Much of the Earth's water predates the sun and even solar system, a study published Thursday found.
“It’s pretty amazing that a significant fraction of water on Earth predates the sun and the solar system,” said the study's leader, Ilse Cleeves, an astronomer at the University of Michigan, according to the Los Angeles Times.
According to the study, published in the journal Science, approximately 30 to 50 percent of the water molecules present on Earth are older than the 4.6-billion-year-old sun.
Scientists say that the chemical signature of water could only have been created prior to the formation of the solar system and everything within — including planets, moons and asteroids.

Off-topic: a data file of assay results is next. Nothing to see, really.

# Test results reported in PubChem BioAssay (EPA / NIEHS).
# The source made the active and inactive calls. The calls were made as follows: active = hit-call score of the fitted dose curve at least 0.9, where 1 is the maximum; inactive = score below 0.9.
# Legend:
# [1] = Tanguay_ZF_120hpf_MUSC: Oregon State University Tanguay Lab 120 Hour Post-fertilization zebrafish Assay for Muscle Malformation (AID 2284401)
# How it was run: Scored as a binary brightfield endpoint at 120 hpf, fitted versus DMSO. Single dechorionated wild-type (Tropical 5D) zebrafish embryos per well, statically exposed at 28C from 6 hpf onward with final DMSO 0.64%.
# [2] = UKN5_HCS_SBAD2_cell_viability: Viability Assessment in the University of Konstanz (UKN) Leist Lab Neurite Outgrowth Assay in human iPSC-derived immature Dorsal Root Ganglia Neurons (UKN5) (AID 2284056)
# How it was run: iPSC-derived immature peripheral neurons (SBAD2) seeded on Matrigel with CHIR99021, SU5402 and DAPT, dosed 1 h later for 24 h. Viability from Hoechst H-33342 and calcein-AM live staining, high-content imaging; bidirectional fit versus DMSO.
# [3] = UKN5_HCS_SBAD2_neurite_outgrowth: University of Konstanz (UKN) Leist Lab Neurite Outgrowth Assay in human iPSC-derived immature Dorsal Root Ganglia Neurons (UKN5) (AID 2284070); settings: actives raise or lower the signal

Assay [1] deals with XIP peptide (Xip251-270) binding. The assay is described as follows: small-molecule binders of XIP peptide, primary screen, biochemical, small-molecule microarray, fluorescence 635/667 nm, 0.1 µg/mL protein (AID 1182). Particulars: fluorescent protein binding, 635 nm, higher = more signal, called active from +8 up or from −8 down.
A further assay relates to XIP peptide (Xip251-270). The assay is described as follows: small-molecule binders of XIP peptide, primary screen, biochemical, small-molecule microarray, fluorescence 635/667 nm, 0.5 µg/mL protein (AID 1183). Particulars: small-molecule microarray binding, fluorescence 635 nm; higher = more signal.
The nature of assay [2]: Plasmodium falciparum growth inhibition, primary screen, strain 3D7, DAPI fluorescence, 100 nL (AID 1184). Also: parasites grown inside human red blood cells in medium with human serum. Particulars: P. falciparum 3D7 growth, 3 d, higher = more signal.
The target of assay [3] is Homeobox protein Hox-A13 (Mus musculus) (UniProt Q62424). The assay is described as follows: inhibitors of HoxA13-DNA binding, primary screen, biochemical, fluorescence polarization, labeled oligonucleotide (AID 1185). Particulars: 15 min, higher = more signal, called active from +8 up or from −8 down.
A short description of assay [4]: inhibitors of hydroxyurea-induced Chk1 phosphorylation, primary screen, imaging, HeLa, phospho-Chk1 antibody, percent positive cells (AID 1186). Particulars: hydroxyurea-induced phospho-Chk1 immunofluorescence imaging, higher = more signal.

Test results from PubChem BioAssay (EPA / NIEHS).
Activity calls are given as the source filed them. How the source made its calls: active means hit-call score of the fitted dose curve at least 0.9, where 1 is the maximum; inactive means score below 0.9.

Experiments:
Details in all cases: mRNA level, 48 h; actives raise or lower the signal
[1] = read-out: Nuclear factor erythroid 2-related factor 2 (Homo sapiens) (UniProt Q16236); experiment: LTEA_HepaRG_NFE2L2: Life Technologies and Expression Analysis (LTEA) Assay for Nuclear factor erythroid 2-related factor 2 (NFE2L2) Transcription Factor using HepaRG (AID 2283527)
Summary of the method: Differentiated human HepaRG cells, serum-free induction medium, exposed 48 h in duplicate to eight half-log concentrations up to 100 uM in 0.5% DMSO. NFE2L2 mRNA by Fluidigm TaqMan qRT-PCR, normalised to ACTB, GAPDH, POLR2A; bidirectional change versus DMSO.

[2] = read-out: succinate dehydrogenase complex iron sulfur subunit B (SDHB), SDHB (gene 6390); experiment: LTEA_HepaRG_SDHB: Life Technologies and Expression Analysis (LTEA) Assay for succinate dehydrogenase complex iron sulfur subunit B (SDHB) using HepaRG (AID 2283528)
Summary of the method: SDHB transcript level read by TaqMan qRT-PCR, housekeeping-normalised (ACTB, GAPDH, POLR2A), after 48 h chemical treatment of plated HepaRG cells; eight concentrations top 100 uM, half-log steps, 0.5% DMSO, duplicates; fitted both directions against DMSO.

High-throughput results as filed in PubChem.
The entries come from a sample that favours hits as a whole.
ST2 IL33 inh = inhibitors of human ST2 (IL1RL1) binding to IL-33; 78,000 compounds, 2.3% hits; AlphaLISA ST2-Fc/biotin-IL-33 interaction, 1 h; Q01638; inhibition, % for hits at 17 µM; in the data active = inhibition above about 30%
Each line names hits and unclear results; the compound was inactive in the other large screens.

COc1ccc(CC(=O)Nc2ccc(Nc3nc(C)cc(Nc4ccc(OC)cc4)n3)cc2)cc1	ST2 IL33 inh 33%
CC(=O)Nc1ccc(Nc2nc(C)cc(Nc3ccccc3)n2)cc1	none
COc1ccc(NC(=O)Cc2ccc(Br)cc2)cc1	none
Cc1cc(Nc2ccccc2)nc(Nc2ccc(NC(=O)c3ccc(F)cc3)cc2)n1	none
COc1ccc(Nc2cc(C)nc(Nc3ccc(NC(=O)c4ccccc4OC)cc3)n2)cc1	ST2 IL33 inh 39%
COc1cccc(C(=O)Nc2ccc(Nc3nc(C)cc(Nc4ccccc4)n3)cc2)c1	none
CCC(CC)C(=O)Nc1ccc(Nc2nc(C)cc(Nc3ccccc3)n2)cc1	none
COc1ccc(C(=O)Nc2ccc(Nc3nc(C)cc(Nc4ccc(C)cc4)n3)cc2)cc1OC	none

"Chemistry tells us that Earth received a contribution of water from some source that was very cold—only tens of degrees above absolute zero, while the sun being substantially hotter has erased this deuterium, or heavy water, fingerprint," professor Ted Bergin said in a news release.
Researchers say the study's findings will have a profound impact on science.
"The implications of these findings are pretty exciting," Cleeves said. "If water formation had been a local process that occurs in individual stellar systems, the amount of water and other important chemical ingredients necessary for the formation of life might vary from system to system. But because some of the chemically rich ices from the molecular cloud are directly inherited, young planetary systems have access to these important ingredients."
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